We're currently living in the new house as renters, so I've got to send off a rent check now that we're past the 15th of the month and I know that the new mortgage's first payment won't be until June 1. At least I won't have to pay twice.
My internet woes may finally be coming to an end. Previous owner has abandoned his Quixotic quest to migrate his old phone number, after reportedly spending 20 hours on the phone with AT&T, arguing over it. Supposedly I will be online Friday.
Zeus is doing much better with his medication, though he walks funny... kind of a rolling gait like a sailor or something, and he looks like he's trying to walk while crouching. Still, he's eating most of the time (he's always been rather nonchalant about food), and he seems basically happy. He's also managed to make it up and down the stairs at the new house a couple of times, but it wears him out.
It's been almost a month since my last workout, and I am hurting really bad on that front. I can't find my workout log, so this weekend I'm going to start tearing apart boxes looking for it. On the good side of things, the gym is shaping up nicely:
With internet coming on and the re-discovery of my log in the works, I should be able to get back to it soon. That will be a major relief.
Also, this weekend marks the beginning of yet another fence project: fencing in the back yard for the dogs. I'm looking at probably the biggest fence I've ever built, currently estimated at about 500 linear feet. With any luck, Mrs. Curmudgeon will be good enough to photo-document it for me.
Posted by Tom, 4/16/2009 7:27:38 AM (Permalink). 5 Comments. Leave a comment...
Monday, April 13, 2009
Just got back from seeing the family for my Gramps' birthday and Easter. The little rascal was there and his dad got some great pics of me horsing around with him. So of course, as soon as he posted them on his website, I totally thiefed them for posting here.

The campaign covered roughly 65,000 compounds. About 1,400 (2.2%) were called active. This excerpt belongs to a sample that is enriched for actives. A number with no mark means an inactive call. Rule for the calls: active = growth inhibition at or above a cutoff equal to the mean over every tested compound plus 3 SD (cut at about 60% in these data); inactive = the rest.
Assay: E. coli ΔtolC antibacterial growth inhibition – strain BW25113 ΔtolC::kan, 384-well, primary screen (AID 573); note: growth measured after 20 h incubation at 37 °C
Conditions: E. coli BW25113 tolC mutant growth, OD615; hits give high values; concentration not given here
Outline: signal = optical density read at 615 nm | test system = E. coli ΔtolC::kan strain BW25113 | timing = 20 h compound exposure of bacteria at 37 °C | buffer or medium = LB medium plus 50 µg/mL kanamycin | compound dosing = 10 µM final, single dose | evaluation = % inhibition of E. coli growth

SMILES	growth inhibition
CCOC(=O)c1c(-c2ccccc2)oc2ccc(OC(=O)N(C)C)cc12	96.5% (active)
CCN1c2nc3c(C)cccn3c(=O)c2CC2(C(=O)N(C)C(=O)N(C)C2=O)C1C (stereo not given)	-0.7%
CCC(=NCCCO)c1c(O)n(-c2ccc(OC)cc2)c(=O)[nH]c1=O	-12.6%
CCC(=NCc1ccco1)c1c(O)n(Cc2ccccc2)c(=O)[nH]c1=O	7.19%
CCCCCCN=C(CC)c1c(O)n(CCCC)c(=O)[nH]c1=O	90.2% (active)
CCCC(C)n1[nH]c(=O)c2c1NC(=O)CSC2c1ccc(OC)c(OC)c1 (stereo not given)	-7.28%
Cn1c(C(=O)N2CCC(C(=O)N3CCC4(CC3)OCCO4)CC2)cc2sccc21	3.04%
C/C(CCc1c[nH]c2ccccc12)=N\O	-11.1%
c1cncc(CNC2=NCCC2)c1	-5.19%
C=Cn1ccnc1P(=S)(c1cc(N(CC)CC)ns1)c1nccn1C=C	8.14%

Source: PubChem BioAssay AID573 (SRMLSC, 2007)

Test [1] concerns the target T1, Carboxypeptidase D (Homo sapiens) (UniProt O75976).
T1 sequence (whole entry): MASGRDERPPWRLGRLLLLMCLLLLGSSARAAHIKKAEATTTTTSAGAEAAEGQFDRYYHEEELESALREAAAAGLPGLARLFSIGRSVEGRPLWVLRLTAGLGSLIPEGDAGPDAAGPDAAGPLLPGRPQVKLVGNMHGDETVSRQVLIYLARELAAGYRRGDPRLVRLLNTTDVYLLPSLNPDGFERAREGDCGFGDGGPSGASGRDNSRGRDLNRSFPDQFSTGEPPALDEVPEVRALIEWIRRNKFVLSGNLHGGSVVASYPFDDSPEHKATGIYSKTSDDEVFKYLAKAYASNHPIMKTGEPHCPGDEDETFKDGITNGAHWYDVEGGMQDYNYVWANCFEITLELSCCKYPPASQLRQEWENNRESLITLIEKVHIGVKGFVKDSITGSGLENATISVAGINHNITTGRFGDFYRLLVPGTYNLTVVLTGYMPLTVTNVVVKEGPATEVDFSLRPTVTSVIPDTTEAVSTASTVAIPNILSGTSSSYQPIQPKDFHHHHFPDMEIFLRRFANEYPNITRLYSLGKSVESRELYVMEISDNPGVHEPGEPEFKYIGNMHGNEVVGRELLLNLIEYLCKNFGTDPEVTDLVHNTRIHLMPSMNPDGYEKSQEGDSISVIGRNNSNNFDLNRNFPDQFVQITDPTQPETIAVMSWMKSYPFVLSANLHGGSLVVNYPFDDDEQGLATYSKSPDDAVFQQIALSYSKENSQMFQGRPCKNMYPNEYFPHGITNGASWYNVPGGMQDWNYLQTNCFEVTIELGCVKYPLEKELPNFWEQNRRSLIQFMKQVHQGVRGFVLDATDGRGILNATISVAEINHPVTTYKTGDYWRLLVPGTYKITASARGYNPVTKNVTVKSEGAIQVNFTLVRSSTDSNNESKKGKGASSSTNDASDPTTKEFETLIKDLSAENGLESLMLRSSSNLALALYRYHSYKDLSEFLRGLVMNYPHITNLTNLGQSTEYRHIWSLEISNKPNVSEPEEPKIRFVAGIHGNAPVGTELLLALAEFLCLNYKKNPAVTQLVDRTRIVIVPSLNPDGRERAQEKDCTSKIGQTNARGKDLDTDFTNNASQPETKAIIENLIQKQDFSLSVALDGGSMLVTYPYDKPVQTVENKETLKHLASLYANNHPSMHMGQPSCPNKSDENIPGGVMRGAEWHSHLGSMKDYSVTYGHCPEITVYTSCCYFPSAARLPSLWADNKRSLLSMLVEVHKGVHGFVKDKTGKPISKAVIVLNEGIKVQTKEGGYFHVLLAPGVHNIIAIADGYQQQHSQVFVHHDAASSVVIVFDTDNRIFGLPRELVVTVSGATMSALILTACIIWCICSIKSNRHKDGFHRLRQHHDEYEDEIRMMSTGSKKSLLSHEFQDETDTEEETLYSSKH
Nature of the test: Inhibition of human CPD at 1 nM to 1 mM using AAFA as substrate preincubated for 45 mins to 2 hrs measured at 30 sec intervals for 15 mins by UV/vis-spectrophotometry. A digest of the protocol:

His shirt says "Cookie Inspector". Uncle Tom got it for him.
He seems to like his Uncle Tom.
Posted by Tom, 4/13/2009 6:54:07 AM (Permalink). 0 Comments. Leave a comment...
|It is inaccurate to say that I hate everything. I am strongly in favor of common sense, common honesty, and common decency. This makes me forever ineligible for public office.
-- H. L. Mencken
Posted by Tom, 4/13/2009 6:03:56 AM (Permalink). 0 Comments. Leave a comment...
Thursday, April 9, 2009
...tell Him your plans.
The beginning of the whole house process went so smoothly it was like a dream. Offers and counter-offers were done very quickly. Our house went under contract 3 days after being listed, before the broker's open, and before the realtor even got the key box on the door.
The house we decided to buy was to be closed May 1, but the buyers of our house wanted a closing no later than April 8. We scrambled to get moved, and pushed the sellers of the new house out of their house long before they were ready. Still, everything was working out, so I didn't worry about it.
The buyers had a surprise house inspection, which fortunately didn't turn up anything too major. It was just a little irritating, as we were expecting to be given 24 hours' notice so we could wrangle the dogs out of their way. Nobody got bitten (and nobody would have), but I don't think it would have been my fault if they had.
Moving day came, with relatives coming in from out of town to help. There were some mixups and confusions over what went where, but it was all minor, really. I was just flipping out because my mind had envisioned a hyper-organized, clockwork move that instead turned into a mad scramble to get stuff packed up and on the truck. But we managed to make it all happen in one day instead of two, and the only major catastrophe was the temporary loss of my cell phone charger.
The real trouble started with the banks.
The buyer's bank didn't get their appraisal done until a week before closing. It came in a thousand dollars low, so their entire loan had to be rewritten, pushing the closing back 2 days. I don't know what that means for the buyers' hard date of April 8, but apparently they're managing.